I came out with thirty dollars’ worth. Susan and the Burnses gave me queer looks but made no comment. They waited to see what the gag was. How could I explain to them that this was no gag, but the satisfaction of a lifetime?
And what a satisfaction! Sweet, aromatic, chewy, delectable black jelly beans—a handful at a time, and always more where the last handful came from! I shall have to let my friend George finish the story because I fell asleep in the middle of my orgy.
I must warn you that George Burns is not above a little exaggeration now and then, but here’s how he tells it:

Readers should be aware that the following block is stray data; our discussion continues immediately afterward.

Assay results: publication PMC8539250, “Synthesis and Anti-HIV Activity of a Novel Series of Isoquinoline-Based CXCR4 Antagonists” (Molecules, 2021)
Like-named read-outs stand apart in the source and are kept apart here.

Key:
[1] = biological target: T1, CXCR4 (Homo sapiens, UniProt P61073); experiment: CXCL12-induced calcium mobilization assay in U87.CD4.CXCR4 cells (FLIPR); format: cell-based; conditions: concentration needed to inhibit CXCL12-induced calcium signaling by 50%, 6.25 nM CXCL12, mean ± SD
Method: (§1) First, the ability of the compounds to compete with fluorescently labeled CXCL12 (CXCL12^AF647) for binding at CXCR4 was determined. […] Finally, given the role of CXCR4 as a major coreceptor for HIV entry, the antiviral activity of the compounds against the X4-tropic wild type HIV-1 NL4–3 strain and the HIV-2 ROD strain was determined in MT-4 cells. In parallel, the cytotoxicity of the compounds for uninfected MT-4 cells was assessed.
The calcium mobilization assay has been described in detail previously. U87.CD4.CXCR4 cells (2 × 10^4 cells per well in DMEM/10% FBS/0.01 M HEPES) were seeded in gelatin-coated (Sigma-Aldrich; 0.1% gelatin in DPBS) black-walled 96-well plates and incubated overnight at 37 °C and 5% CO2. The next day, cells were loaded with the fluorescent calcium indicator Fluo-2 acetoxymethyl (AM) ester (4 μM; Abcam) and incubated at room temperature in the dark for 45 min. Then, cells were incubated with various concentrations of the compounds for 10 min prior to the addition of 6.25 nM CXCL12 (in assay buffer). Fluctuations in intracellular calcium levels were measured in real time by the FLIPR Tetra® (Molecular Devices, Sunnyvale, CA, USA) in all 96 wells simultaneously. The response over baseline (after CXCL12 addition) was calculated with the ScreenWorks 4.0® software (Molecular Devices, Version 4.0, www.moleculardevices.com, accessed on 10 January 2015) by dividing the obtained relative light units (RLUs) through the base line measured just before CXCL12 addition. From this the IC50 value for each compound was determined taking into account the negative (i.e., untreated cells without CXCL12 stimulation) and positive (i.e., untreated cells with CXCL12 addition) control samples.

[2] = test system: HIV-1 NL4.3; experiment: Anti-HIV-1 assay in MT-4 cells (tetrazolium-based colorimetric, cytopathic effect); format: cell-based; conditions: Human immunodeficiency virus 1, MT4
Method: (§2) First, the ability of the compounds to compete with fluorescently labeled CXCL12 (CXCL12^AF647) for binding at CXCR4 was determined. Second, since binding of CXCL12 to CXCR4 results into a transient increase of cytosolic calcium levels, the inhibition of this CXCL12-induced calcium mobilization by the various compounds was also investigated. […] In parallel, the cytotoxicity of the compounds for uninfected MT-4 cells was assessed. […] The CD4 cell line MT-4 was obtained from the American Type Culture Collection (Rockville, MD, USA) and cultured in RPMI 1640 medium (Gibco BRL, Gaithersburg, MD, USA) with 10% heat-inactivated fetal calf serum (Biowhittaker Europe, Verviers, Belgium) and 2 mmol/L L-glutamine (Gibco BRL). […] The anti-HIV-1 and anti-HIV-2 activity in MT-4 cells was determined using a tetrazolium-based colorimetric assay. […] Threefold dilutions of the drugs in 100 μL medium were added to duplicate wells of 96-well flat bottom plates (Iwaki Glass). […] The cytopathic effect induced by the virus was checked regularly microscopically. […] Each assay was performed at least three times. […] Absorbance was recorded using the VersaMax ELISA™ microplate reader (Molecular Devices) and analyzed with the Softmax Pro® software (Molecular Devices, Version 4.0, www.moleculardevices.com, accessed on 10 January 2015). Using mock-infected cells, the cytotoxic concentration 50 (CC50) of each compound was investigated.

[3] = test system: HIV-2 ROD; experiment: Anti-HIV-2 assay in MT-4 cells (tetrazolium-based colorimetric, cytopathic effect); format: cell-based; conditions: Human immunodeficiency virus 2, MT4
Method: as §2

“So there’s Harpo, in the middle of the picture in a crowded theatre, fast asleep. He’s got a smile on his face like a happy drunk and on his lap a bag of jelly beans big as a peck of potatoes which he’s passed out already from eating only a couple of dozen of. Suddenly he twitches in his sleep. The bag splits. Thirty dollars’ worth of black jelly beans explodes—flying all over the joint. Do you know how many jelly beans you can buy for thirty dollars? My God, what a scene! The audience doesn’t know what’s happening, only that it’s some kind of disaster. People are yelling and clutching their children and putting up umbrellas. They stampede for the exits and skid on the jelly beans rolling down the aisles and fall into heaps like dead Indians. I tell you, it was worse than the Johnstown flood. finally they stop the picture and turn on the lights, and the manager gets the panic stopped while the ushers shovel up the debris.